How do you all do it??

Welcome to the internet's gathering place for Purple Martin enthusiasts
msalcido
Posts: 254
Joined: Thu Jul 14, 2011 3:25 pm
Location: Texas/Mineola

I caught a male sparrow today using the Universal sparrow trap. While lowering the house down to remove him, a Martin flew out, then out of no where, a hawk swooped in and caught it. I started yelling and clapping my hands and the hawk drooped the PM and that poor little guy took off flying. So I was relieved, then it dawned on me the task I had on hand. Get rid of the sparrow. This was my first time ever having to do this. It was really hard for me. I put him to sleep by putting him in a container with ether. I know they are pests and I know the damage they do, but all I could think of is how this sparrow is one of the Creators creation and I'm destroying his creation.

Does it get easier? I feel really bad right now. The hawk almost making breakfast out of my Martin didn't help either! :cry:
Mike

Fifth season of being a landlord! :) and a PMCA member!
Louise Chambers
Site Admin
Posts: 6208
Joined: Tue Nov 04, 2003 1:07 pm
Location: Corpus Christi, TX

Mike, that is a tough way to get started trapping HOSP! I'm glad your martin got away from the hawk.

I don't enjoy euthanizing HOSP or starlings either, but I enjoy knowing that my sites are free of their destructive behavior. Try to focus on the results - a martin site that is free of house sparrows is safer and more productive for the martins.

It's not the fault of the HOSP that were brought here and released, or the fault of the people involved, who did not know how awful the results would become. It's just something we have to deal with, and making it as fast and painless as possible is the way to go.
DebA
Posts: 1941
Joined: Tue May 04, 2010 7:43 am
Location: Pratt County/Kansas
Martin Colony History: Start 2009 with one pair. Upgraded from S&K houses to two Trendsetter 12's with gourds beneath in 2013. I have experienced job, pet, and parental losses since '13. The Purple Martins lift my spirits and remind me how life continues forward by flying their little selves from Brazil back to my yard. As one forum person once told me, chin up DebA, look at the martins. Danger all around but yet they soar in the sky without a care in the world.

Mike we "are birds of a feather". I AM EXACTLY THE SAME WAY. But Louise is perfectly right on. And I will tell you it does get better. Better is not the right term. Easier? No.... Routine. Necessity and payoff helps. Two years ago I lost so many eggs to sparrow chips. My fledge rate was low for having six martin pairs (see my profile). Last year I stepped up shooting and trapping. See the difference on the numbers. I used ether. It was hard. I said I sprayed enough to euthanize a goat to make sure he went nighty night for sure my first time. I still have lots of room for improvement.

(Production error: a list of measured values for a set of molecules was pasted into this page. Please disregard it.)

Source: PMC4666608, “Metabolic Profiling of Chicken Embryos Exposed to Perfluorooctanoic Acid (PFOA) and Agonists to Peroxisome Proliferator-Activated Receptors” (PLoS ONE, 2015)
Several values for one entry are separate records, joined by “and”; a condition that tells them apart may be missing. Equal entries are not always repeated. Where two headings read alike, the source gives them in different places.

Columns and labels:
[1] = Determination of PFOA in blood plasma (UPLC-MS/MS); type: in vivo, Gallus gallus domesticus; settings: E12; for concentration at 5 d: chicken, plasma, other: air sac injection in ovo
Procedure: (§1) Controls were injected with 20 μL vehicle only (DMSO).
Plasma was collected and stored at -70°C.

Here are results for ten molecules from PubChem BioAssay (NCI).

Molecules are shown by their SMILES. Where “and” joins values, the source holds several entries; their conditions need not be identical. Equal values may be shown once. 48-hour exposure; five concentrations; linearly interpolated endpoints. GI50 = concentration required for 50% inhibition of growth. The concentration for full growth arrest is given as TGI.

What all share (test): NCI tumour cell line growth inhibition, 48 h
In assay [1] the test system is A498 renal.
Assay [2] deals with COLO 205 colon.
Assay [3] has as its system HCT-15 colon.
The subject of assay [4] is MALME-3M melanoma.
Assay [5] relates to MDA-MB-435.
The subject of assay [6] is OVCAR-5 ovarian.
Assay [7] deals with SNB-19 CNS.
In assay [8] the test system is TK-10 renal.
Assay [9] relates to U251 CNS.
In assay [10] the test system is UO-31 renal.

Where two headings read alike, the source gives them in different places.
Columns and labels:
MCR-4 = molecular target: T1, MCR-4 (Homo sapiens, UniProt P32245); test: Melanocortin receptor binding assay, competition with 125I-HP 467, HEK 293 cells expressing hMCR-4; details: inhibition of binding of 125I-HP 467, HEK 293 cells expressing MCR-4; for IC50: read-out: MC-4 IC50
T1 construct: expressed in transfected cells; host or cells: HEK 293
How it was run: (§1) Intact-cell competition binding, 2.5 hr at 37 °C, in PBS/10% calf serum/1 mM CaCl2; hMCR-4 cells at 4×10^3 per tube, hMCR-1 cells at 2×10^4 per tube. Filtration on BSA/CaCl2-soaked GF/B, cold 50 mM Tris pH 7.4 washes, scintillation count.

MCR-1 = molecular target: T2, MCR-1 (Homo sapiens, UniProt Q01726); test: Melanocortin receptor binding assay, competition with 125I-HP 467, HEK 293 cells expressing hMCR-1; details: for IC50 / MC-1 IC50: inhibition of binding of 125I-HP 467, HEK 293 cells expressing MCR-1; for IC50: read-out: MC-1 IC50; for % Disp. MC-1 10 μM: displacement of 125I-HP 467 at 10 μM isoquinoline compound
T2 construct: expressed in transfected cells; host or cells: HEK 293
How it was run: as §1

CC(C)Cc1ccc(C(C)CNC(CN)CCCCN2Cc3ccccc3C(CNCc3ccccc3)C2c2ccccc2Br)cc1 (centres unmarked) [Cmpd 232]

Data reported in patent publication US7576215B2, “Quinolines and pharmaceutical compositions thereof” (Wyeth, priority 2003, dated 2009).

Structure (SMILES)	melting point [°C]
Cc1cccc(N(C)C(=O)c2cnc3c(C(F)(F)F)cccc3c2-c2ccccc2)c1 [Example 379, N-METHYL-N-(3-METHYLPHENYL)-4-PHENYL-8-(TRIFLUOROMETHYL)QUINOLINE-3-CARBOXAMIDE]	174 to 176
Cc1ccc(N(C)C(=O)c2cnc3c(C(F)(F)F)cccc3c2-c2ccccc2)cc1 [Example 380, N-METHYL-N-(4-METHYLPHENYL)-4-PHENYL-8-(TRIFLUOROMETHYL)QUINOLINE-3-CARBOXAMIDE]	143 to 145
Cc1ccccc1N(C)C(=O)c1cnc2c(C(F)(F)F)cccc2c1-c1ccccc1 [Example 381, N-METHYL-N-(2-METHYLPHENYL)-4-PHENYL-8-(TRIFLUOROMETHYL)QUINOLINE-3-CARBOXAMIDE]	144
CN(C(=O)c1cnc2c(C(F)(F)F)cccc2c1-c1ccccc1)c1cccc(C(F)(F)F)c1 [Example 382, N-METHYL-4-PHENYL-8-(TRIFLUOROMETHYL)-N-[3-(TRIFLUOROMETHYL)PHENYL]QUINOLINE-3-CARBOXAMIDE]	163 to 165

Just yesterday morning I exited a restaurant after an early breakfast. A short ornamental tree had chirping happy HOSP inside of the leaves (oh hey their trees have leaves in McAlester OK, ours don't yet) and I couldn't see them. The bird noise lifted me (had a wave of mourning my dad hit in the restaurant). I immediately thought "if they were the last bird on earth I would enjoy them". Followed IMMEDIATELY (for all yous ready to beat me up) with "which because of their aggression unfortunately someday they just might be". So you see I get it.

Shooting is easier because it's not so up close and personal with a livebirdie in your hand. I am determined to push through that this year since trapping is much more time efficient. We can hold hands and walk through this awfully tough issue together, online, this season. Hang in there and I'm glad you felt able to post and seek encouragement. Nice save on your martin too! Whew! If not able to save seeing that up close would have had me down for days!

Deb
PMCA MEMBER
Pratt County, Kansas
2016 34 PAIR
2015 27 PAIR
2014 23 PAIR
2013 13 PAIR
2012 6 PAIR
2011 4 PAIR
2010 2 PAIR
2009 1 PAIR
msalcido
Posts: 254
Joined: Thu Jul 14, 2011 3:25 pm
Location: Texas/Mineola

Thanks Louise and Deb. I know ya'll are right and hopefully, I will get to the point where I am able to do it without feelings. I couldn't just throw it in the trash, I had to bury it and then for the rest of the day, I kept smelling ether. :roll:

"Nice save on your martin too! Whew! If not able to save seeing that up close would have had me down for days!" - thanks Deb! My heart was racing when I say that happen. I saw the martin fly out and didn't think anything of it, then the hawk appeared. Took both of us by surprise, and I couldn't think of anything but to start clapping my hands and yelling. After it was over and the Martin escaped all I kept thinking was that I was such an idiot. It was cold here this morning (TX) probably in the 50's and breezy. I should've known there were martins still in the house trying to stay warm and shouldn't have lowered it. I so would've been kicking myself (actually still am) if the hawk would have succeeded.

I'm with you, I would enjoy them if they were the last birds on Earth. As Louise said, it's not their fault they were introduced to America. It just sucks they are sooo mean! :shock: I'm one of those people who is a dreamer and just wants harmony and balance among the Universe. Here's to hopeful wishing! :wink: - Thanks again for the encouragement!
Mike

Fifth season of being a landlord! :) and a PMCA member!
MamaBruff
Posts: 1466
Joined: Wed Mar 06, 2013 12:21 pm
Location: SW Missouri
Martin Colony History: 2013-2016 Unsuccessful at starting a PM colony. Health problems.
Rehomed all my PM stuff. Good Luck and Best Wishes to All.

Mike,

I don't think anybody who is a nature lover EVER gets to the point of euthanizing S&S "without feelings", ever. Call me Crazy, but I give them some kind words and a prayer before they perish. I try to focus on the greater good, that is saving the lives of native birds... It is my job as steward and landlord to keep "my" home birds safe- legally, respectfully, consistently. Maybe that seems unrealistic, but that's how it works for me.